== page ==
Stressful job hours raise depression risk.

A study of new doctors found that stress increases depression risk.

Working 90 or more hours a week increased depressive symptom scores three times higher than working 40 to 45 hours.

Compared to those working less hours, more people who worked a lot had scores high enough to qualify for a diagnosis of moderate to severe depression, which requires therapy.

The University of Michigan researchers employed advanced statistical methods to simulate a randomised clinical trial, taking into account many other characteristics in the doctors’ personal and professional life.

They discovered a “dose response” effect between hours worked and depressive symptoms, with an average symptom increase of 1.8 points on a standard scale for 40 to 45-hour workers and 5.2 points for 90-hour workers. Working long hours is the biggest stressor for doctors, they say.

Michigan Medicine, U-academic M’s medical facility, published their findings from 11 years of data on almost 17,000 first-year medical residents in the New England Journal of Medicine. Newly graduated doctors trained at hundreds of US facilities.

Intern Health Study data from the Michigan Neuroscience Institute and Eisenberg Family Depression Center. New medical school graduates are recruited each year to document their depressed symptoms, work hours, sleep, and more during their intern year of residency.

Long workdays
The National Academy of Medicine and the Association of American Medical Colleges are addressing the high prevalence of depression among physicians, physicians-in-training, and other health care professionals. The interns in the survey reported a wide range of previous-week work hours, but the most common were 65–80 hours.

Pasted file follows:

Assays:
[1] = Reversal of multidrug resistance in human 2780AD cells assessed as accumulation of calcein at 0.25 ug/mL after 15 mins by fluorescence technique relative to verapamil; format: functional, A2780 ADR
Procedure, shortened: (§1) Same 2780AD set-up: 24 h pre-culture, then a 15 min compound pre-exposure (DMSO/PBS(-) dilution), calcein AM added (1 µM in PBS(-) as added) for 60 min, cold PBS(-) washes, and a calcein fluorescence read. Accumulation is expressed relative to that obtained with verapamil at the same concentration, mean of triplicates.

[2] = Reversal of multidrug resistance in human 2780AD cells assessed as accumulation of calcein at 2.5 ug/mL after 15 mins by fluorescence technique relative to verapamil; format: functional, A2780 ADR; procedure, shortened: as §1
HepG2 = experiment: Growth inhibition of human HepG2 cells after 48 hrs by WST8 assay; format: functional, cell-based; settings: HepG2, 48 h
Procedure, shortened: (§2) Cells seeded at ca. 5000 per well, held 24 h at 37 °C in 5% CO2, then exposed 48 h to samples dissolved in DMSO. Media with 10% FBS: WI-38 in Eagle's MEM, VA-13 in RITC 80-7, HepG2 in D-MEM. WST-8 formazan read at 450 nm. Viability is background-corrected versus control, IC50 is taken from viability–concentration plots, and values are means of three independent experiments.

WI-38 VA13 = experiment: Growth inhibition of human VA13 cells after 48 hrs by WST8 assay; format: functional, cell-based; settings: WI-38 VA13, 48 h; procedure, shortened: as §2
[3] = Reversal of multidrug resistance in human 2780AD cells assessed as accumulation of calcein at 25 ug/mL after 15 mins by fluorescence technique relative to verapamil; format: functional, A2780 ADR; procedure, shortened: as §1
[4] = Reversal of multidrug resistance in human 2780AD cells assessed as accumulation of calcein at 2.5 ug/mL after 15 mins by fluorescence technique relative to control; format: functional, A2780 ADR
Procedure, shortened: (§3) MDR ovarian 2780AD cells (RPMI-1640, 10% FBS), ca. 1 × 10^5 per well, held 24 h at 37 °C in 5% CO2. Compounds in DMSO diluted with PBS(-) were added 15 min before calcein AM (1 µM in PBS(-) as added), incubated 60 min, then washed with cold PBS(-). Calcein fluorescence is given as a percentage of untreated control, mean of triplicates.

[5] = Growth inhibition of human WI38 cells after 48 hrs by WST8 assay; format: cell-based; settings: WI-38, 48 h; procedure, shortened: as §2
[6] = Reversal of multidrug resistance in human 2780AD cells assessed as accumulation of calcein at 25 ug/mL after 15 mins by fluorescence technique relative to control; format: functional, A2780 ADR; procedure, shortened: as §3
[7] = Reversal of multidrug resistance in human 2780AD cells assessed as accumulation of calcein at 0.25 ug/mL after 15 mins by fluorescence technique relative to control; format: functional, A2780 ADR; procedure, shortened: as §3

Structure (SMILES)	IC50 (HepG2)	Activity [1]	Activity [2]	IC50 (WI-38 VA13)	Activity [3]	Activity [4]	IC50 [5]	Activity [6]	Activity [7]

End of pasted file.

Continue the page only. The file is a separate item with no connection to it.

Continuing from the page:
The Accreditation Council for Graduate Medical Education, which sets national residency programme standards, limits residents’ work weeks to 80 hours, however that can be averaged across four weeks and there are exceptions. ACGME limits residents’ shift length and consecutive days worked. These constraints have had conflicting effects on resident health and patient safety.

The authors conclude that residents should work fewer hours each week.

This analysis strongly implies that reducing the average number of work hours would minimise interns’ depressive symptoms and the number who develop diagnosable depression. “Working fewer hours helps you cope with job stress and frustration.


In cases where a real randomised trial is not possible, the new study uses a simulated clinical trial. Studying medical interns is great for simulating a clinical trial because most start at the same time of year and have different work schedules defined by their schools.



Journal reference:

Fang, Y., et al. (2022) Work Hours and Depression in U.S. First-Year Physicians. New England Journal of Medicine.

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